In Magic's Pawn, an ancient age in the history of Valdemar comes to life - an age when the kingdom was ravaged by the ungoverned fury of bandit warlords, ferocious ice dragons, and the wild magic of wizards. A new addition to Lackey's Valdemar kingdom - and her most powerful series to date!
©1991 Mercedes R. Lackey (P)2012 Audible, Inc.
Audio Book Fan
I must admit - I probably have worn out 2 or three paperback versions of this series, as well as the Arrows of the Queen series (of which only book one is currently available for audio.) I remember my introduction to Misty Lackey, at the last convention she attended (Dragoncon 2000 - and therein hangs SEVERAL tales, but) - this is the first series I read where there was a protagonist who makes you cry and makes you laugh, and makes you feel the plight of the outcast so comprehensively that you CAN"T read only the one book - start one and before the week is out - you will be hunting down book 2 and 3 to finish the story off.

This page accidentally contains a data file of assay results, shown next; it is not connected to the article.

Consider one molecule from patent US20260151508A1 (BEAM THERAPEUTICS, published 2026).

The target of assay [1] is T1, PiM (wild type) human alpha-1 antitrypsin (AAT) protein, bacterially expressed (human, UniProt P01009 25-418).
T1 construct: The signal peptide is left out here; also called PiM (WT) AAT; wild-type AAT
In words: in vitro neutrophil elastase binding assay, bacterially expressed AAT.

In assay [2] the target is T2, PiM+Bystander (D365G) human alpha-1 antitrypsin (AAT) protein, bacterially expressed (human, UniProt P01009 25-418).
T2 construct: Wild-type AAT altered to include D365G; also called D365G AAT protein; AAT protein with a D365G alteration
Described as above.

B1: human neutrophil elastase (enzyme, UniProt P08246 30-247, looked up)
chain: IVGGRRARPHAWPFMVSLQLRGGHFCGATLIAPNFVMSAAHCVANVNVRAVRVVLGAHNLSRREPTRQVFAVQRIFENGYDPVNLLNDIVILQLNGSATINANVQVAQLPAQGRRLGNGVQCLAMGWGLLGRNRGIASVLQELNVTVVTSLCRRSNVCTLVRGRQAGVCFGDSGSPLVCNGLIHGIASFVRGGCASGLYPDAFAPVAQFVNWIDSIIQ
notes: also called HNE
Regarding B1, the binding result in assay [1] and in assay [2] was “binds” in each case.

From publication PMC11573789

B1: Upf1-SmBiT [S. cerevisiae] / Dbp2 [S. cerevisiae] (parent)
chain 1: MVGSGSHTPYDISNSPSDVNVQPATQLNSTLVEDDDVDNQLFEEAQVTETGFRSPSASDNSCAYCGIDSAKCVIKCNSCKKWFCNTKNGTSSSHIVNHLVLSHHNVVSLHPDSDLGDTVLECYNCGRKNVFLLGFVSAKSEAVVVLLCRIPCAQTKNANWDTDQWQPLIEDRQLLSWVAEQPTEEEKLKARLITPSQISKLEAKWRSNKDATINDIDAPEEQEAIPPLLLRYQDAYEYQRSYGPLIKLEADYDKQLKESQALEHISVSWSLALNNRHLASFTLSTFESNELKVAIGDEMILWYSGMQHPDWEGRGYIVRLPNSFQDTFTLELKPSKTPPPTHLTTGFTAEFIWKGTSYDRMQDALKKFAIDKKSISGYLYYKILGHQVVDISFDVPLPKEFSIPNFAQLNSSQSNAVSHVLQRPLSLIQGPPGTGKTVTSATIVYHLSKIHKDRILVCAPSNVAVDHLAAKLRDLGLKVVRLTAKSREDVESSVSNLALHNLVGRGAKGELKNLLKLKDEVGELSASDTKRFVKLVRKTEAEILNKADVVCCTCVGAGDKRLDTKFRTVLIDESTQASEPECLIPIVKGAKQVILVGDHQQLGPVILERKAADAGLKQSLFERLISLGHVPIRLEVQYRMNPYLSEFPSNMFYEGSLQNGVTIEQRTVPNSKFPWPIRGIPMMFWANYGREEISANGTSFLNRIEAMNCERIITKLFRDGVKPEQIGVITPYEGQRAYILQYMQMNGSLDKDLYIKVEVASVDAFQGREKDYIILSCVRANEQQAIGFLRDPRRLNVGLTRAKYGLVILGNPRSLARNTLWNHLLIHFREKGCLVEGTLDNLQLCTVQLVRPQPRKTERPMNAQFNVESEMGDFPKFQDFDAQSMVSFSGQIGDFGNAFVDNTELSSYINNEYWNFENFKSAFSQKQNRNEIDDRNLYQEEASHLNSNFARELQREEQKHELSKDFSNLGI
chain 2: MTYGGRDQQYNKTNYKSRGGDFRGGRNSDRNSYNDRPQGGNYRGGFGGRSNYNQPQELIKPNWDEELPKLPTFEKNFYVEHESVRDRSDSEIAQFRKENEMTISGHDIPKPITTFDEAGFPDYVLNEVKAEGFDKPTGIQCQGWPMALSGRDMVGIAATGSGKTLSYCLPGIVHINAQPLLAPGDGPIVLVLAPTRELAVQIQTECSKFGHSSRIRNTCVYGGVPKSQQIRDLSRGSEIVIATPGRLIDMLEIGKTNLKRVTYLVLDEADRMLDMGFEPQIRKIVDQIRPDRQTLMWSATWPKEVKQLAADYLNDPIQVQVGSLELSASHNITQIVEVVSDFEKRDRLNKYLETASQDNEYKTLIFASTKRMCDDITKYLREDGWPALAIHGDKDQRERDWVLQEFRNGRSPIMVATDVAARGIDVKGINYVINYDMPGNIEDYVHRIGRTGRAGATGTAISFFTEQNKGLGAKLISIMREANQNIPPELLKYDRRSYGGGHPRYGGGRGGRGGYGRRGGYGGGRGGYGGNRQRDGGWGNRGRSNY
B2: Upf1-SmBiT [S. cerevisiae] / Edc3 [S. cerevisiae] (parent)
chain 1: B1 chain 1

Fair warning - Vanyel is gay. Now, having MET Misty and Mark Shepherd (who sometimes co-writes with her) - I've sometimes wondered just how much of Mark is IN Vanyel - but she doesn't make it into a big deal. (She never really does much in the way of romance in her early works, and while the series DOES skew PG - I don't think Misty's ever written an "R" rated sex scene - and if you want X - look elsewhere.)
I'm a sucker for Romantic Fantasy.
The teacher, Savil.
The main character starts out as a whiny teenager. A good narrator could take that voice and inject a little humor and irony to make him relate-able. This narrator eschews subtlety and passes up opportunities for pathos and goes right for "whiny drama queen." The whole time. This makes the main character (who's supposed to be the hero) someone you can barely stand to listen to, let alone empathize with.